Mandriva signs the AFUL petition "Non aux racketiciels" against tied sales

Mandriva gives its support to AFUL's action against sales of bundled

Nowadays, when you buy a new computer, several pieces of software are
already pre-installed, be it the operating system, antivirus software
or burning software. It is almost impossible for consumers to know the
selling price, contracts and conditions of use of these applications
and, if they wish to, to refuse to purchase them.

On average, the price of this software constitutes between 10% and 25%
of the purchase price of the computer - that is to say from 100 to 300
Euro. Although the French Consumer Code forbids tied sale of goods
(the computer hardware) and services (software licenses), the
situation continues and deprives consumers of real freedom of
choice. It artificially prevents the spread of free software to the
general public.

The AFUL working group against tied sales launched the petition "Non
aux racketiciels" (No to "racketware") [1] in order to challenge the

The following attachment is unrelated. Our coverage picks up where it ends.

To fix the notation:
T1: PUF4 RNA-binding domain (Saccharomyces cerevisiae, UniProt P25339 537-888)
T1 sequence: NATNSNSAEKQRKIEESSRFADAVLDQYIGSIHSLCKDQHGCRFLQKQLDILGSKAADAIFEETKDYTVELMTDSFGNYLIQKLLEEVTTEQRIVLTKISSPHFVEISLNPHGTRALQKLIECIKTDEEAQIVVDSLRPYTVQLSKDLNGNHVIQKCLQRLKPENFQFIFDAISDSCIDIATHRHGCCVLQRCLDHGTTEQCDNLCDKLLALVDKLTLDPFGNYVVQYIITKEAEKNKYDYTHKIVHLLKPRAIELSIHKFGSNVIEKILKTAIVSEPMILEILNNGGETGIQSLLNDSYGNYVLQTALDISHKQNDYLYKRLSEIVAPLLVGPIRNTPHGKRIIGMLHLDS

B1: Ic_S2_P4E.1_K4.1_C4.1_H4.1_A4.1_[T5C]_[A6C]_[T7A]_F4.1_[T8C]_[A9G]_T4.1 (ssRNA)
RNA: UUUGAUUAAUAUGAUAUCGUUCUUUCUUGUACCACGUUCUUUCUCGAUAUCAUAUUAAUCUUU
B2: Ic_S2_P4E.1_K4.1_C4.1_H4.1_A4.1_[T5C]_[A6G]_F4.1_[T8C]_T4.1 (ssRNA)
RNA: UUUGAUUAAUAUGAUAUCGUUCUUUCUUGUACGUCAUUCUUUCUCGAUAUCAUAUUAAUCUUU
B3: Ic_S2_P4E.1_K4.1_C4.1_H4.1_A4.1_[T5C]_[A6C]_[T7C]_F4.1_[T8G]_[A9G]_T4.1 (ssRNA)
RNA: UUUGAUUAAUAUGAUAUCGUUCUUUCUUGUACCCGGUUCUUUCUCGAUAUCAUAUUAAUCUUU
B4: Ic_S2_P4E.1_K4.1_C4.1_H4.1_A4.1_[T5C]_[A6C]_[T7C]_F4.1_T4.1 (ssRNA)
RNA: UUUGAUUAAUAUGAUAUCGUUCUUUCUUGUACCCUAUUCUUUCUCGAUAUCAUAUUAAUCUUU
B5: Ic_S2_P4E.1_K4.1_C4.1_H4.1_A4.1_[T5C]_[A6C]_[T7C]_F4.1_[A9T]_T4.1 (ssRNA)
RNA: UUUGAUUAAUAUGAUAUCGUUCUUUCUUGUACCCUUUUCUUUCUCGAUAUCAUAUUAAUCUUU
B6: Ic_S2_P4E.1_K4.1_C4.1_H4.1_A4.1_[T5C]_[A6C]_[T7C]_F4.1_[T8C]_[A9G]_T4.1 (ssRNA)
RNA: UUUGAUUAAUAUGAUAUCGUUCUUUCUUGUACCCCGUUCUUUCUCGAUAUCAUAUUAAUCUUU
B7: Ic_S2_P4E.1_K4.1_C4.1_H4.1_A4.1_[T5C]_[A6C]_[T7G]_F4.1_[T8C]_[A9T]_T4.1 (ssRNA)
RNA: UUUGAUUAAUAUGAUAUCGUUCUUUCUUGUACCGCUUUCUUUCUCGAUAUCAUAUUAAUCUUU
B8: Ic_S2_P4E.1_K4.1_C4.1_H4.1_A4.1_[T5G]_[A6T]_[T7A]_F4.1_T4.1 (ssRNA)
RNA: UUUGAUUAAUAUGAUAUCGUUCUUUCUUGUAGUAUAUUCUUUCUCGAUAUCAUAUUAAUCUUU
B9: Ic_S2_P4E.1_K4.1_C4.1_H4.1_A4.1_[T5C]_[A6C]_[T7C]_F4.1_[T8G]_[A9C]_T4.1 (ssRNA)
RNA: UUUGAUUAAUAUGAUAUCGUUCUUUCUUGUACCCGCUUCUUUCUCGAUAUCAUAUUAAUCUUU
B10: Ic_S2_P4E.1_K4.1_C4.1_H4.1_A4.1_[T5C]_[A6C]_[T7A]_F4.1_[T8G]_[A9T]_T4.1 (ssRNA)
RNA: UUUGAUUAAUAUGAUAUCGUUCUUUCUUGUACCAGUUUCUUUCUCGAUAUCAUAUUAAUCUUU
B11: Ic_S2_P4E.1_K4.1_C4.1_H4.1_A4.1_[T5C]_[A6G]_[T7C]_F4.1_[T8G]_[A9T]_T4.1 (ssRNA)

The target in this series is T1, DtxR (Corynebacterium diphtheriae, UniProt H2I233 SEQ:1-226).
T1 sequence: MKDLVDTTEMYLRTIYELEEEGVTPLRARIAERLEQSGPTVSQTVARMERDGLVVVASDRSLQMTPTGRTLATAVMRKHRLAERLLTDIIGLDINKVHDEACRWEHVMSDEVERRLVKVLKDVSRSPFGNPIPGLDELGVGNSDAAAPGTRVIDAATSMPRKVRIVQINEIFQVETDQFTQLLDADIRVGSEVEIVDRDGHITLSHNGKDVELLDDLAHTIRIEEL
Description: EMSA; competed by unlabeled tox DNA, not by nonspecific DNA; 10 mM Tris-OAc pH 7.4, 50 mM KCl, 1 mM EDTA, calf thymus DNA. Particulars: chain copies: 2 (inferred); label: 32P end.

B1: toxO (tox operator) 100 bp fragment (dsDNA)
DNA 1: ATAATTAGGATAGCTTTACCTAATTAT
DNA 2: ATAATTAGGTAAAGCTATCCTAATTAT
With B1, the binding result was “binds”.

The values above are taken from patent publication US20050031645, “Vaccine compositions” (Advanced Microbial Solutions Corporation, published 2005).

French authorities on this intolerable practice. Since 1999, this
working group has accompanied and advised people who wish to claim
refunds for the software licenses that they were forced to buy against
their will with the computer (racketware). Launched in April 2006, the
petition has more than 21,000 signatories and requests only the
application of the law: everyone in France should have the choice not
to buy what he or she does not want to use.

As UFC Que Choisir (French Union of Consumers) is suing hardware
manufacturers and software retailers, another major party gives its
opinion: Mandriva is now a signatory of the petition "Non aux
racketiciels", along with the principal free software associations and
other companies.

"It is a commitment in accordance with our values, our idea of free
software and our mission of promoting Linux. We are in tune with the
open source community which supports this action and has asked us to
engage ourselves", explains Francois Bancilhon, CEO of Mandriva.

Mandriva offers choice to consumers. Today, in countries like Brazil,
Argentina or Poland where users have the ability to choose the
operating system installed with their computer, PC manufacturers sell
tens of thousands of units every month with Mandriva Linux

"Pre-installed software may be useful for a large number of consumers,
but not for all. Regardless, people still need to have the choice
whether to use pre-installed software", said Francois Bancilhon.

Why can the French market not also profit from the end of the
Microsoft monopoly? Why do the French state and the DGCCRF (French
authority for competition, consumer issues and fraud prevention) not
do their job?

[1] (in French)